In a recent study under review at the Nature Portfolio journal and currently posted to the Research Square* preprint server, researchers at Washington University School of Medicine and VA Saint Louis Health Care System showed that acute severe acute respiratory syndrome coronavirus 2 (SARS-CoV-2) reinfection adds to the risks of all-cause mortality and hospitalization accrued during the first SARS-CoV-2 infection.
Study: Outcomes of SARS-CoV-2 Reinfection. Image Credit: Andrii Vodolazhskyi / Shutterstock
Globally, people are acquiring repeat SARS-CoV-2 infections or reinfections. However, studies have not extensively investigated whether reinfection contributes to an increased risk of post-acute sequelae in the pulmonary and extrapulmonary organ systems and even death. Addressing these questions could reduce the overall burden of SARS-CoV-2 infections and inform reinfection mitigation and prevention strategies.
About the study
In the current study, researchers accessed the United States Department of Veterans Affairs electronic healthcare records (EHRs) to investigate how SARS-CoV-2 reinfection adds to the risk acquired after the first infection. They characterized the risks and 6-month burden of a panel of pre-specified outcomes in a cohort of people with first infection (n = 257,427), reinfection (2 or more infections, n = 38,926), and a non-infected control group (n = 5,396,855) to estimate risks and 6-month burdens of all-cause mortality, hospitalization, and a set of pre-specified incident outcomes.
The researchers presented two measures of SARS-CoV-2 infection-related risks. First, they assessed the adjusted hazard ratios (HRs) of pre-specified outcomes in re-infected people with those with a first SARS-CoV-2 infection. Second, they assessed the adjusted excess burden of each adverse clinical outcome of coronavirus disease 2019 (COVID-19) per 1,000 persons at six months of reinfection.
Lastly, the team performed positive and negative outcome control analyses. The positive outcome control analysis tested the association of a SARS-CoV-2 infection with the risk of fatigue, a well-characterized, key post-acute sequela of COVID-19. In the negative outcome control analyses, the researchers tested the association of a SARS-CoV-2 infection with negative outcome controls, such as atopic dermatitis and neoplasms.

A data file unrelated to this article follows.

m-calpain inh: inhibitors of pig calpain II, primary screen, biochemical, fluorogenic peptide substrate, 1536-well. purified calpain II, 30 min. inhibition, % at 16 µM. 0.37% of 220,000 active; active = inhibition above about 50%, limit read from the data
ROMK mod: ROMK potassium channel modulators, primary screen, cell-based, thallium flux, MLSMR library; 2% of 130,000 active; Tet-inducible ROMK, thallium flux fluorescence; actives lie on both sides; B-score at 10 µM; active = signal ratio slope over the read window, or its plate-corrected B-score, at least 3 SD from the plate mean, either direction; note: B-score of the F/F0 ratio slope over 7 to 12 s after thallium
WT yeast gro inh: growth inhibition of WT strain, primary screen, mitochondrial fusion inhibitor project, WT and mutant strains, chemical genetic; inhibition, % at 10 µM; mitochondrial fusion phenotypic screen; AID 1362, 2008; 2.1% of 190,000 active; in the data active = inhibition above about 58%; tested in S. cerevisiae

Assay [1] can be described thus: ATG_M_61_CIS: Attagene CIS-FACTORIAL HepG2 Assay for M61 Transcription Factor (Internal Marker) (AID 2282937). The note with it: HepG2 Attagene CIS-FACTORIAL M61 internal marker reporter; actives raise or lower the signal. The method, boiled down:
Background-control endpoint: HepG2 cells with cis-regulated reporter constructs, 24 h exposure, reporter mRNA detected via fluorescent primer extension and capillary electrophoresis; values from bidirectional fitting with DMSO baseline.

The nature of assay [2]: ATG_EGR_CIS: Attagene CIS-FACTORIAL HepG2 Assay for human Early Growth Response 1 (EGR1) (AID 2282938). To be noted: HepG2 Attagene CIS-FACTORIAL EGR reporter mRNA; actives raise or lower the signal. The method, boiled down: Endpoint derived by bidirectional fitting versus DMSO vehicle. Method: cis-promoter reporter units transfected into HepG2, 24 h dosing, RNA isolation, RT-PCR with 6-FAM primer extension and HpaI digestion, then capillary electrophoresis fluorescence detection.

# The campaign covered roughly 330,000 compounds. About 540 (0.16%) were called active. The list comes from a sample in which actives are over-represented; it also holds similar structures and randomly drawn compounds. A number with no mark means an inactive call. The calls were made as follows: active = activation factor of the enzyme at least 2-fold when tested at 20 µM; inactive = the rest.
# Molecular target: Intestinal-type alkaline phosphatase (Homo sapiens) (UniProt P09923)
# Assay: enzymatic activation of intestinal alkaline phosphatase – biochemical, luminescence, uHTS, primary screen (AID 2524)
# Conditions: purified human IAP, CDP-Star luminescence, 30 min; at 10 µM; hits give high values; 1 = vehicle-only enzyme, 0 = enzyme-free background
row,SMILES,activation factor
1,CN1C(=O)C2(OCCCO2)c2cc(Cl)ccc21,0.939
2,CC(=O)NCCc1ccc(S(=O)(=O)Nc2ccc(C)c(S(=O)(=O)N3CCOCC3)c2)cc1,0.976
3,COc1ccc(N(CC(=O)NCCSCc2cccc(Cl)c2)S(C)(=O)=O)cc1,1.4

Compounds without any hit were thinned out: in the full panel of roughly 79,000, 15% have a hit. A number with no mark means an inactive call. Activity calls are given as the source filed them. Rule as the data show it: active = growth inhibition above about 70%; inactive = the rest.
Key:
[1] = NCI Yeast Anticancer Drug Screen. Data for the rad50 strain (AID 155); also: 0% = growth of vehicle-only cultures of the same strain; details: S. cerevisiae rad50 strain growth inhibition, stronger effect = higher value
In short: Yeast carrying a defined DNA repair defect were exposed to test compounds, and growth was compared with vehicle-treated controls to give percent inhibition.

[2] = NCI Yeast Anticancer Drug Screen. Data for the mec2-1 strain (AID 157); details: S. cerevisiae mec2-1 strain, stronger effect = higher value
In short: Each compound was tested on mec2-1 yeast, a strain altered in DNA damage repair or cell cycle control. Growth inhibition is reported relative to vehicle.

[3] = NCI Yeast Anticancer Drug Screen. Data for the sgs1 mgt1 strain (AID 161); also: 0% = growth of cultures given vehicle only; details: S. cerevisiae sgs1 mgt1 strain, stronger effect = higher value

Risk and burden of sequelae in people with SARS-CoV-2 reinfection vs one infection. Risk and 6-month excess burden of all-cause mortality, hospitalization, at least one sequela, and sequelae by organ system are plotted. Incident outcomes were assessed from reinfection to end of follow-up. Results are in comparison of SARS-CoV-2 infection (n=38,926) to first SARS-CoV-2 infection (n=257,427). Adjusted hazard ratios (dots) and 95% confidence intervals (error bars) are presented, as are estimated excess burden (bars) and 95% confidence intervals (error bars). Burdens are presented per 1000 persons at 6 months of follow-up from time of reinfection.
The study population had 257,427 participants who contracted COVID-19 only once and 38,926 participants with two or more SARS-CoV-2 reinfections. In the test group with reinfection cases, 12.29%, 0.76%, and 0.08% of people had two, three, and four or more infections, respectively. The median time distribution between the first-second and second-third infection was 79 and 65 days, respectively. Post-weighting, the standardized mean differences in the participant characteristics, including medications, diagnoses, and laboratory test results, remained balanced in each analysis.